The sum is astronomical, logical when it comes to Albert Einstein: a manuscript in which the famous physicist prepared his theory of general relativity was auctioned for the record amount of 11.6 million euros, Tuesday at Paris.
Previous records for an Einstein manuscript were $ 2.8 million (2.4 million euros) in 2018 in New York City for a letter about God, and $ 1.56 million (1.39 million euros) ‘euros) in 2017 in Jerusalem for a letter on the secret of happiness.
The document sold on Tuesday, estimated between two and three million euros, was sold at 11.6 million euros with costs (10.2 million without costs). Unlike those which had broken the previous two records, it is a scientific working document, which makes it rare.
It is an autograph manuscript of 54 pages written in 1913 and 1914, in Zurich (Switzerland), by the German-born physicist and his collaborator and confidant, Michele Besso.
“Einstein’s scientific autograph documents from this period, and more generally from before 1919, are extremely rare”, pointed out before the Christie’s sale, where the auction for the Aguttes house took place.
These started at 1.5 million and flew in a few minutes, ending with a battle between two buyers over the phone in increments of 200,000 euros.
The nationality of the purchaser was not known in the early evening. A hundred curious and collectors were present in the room, none of them being a bidder.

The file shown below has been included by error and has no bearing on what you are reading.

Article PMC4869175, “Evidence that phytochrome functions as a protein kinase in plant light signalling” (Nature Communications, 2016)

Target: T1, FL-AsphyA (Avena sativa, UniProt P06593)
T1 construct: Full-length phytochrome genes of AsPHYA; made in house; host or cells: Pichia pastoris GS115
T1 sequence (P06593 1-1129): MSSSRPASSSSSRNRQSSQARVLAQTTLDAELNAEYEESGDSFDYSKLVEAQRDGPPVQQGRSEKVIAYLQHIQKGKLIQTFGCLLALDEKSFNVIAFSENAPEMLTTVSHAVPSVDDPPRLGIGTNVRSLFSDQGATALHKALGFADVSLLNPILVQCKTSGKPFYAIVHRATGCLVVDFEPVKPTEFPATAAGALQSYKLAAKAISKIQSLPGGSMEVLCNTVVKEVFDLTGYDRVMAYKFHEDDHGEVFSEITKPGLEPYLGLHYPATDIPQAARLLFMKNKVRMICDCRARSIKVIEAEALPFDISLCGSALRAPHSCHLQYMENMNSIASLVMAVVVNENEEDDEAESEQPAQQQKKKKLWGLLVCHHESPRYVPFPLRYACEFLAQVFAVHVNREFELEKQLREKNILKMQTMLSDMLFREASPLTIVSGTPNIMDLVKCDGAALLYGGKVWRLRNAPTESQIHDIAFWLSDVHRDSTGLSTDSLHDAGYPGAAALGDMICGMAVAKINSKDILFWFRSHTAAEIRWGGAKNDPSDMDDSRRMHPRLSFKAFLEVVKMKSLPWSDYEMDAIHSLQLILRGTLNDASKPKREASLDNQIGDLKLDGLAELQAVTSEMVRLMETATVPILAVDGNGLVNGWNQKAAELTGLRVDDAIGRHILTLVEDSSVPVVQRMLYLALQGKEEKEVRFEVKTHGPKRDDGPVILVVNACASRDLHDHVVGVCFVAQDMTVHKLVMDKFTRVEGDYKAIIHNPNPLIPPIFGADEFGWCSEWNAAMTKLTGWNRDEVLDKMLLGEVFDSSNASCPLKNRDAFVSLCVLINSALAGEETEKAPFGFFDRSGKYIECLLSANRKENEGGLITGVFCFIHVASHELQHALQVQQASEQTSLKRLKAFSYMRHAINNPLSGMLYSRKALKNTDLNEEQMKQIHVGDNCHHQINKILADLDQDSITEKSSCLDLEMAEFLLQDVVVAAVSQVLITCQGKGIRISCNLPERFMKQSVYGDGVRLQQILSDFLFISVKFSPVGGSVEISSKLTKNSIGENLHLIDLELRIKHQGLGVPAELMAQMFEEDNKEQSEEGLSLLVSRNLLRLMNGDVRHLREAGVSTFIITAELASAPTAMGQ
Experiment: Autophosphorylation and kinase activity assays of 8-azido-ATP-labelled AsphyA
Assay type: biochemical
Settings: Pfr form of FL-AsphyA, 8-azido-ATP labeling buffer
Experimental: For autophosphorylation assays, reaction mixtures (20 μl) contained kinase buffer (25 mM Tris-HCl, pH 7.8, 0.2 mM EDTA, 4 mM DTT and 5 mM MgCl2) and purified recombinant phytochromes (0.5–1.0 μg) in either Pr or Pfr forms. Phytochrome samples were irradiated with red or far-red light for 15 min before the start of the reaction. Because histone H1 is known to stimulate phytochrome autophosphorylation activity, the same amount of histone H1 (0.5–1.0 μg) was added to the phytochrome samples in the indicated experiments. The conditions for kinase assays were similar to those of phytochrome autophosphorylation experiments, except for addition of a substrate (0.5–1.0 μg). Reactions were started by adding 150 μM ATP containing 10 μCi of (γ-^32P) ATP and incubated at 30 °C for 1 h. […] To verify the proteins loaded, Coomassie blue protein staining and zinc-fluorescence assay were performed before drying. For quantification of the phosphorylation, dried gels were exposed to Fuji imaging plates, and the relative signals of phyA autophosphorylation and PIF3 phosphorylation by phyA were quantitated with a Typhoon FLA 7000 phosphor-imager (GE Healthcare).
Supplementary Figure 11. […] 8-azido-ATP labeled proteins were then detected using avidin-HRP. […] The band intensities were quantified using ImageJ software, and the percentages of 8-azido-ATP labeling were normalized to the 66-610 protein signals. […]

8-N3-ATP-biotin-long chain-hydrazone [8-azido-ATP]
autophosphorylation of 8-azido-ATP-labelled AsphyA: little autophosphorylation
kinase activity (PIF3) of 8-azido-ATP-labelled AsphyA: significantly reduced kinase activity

Genie and pop figure
According to Christie’s, it is thanks to Besso that “The manuscript has, almost miraculously, come down to us: Einstein probably wouldn’t have bothered to keep what might appear to him to be a working document.”
After his theory of special relativity, which made him demonstrate in 1905 the famous formula E = mc², Einstein began to work on a theory of general relativity.
This theory of gravity, finally published in November 1915, revolutionized our understanding of the universe. Died in 1955 at the age of 76, Einstein has become a symbol of scientific genius as much as a pop figure, with the famous 1951 photo where he sticks his tongue out.
In early 1913, he and Besso “tackled one of the problems the scientific community had been facing for decades: the orbit anomaly of the planet Mercury,” Christie’s recalls. The two scientists will solve this riddle.
It is not in the calculations lying on this manuscript, which count “a certain number of errors which have gone unnoticed”. When Einstein spotted them, he no longer cared about this manuscript, taken away by Besso.
“Being one of only two working manuscripts documenting the genesis of the theory of general relativity to have survived, it is an extraordinary testimony to Einstein’s work and allows us a fascinating dive into the mind of the greatest scientist. of the XXth century”, according to Christie’s.
The other document known from this crucial period in the physicist’s research, known as the “Zurich notebook” (late 1912, early 1913), is in fact kept in the Einstein archives of the Hebrew University of Jerusalem.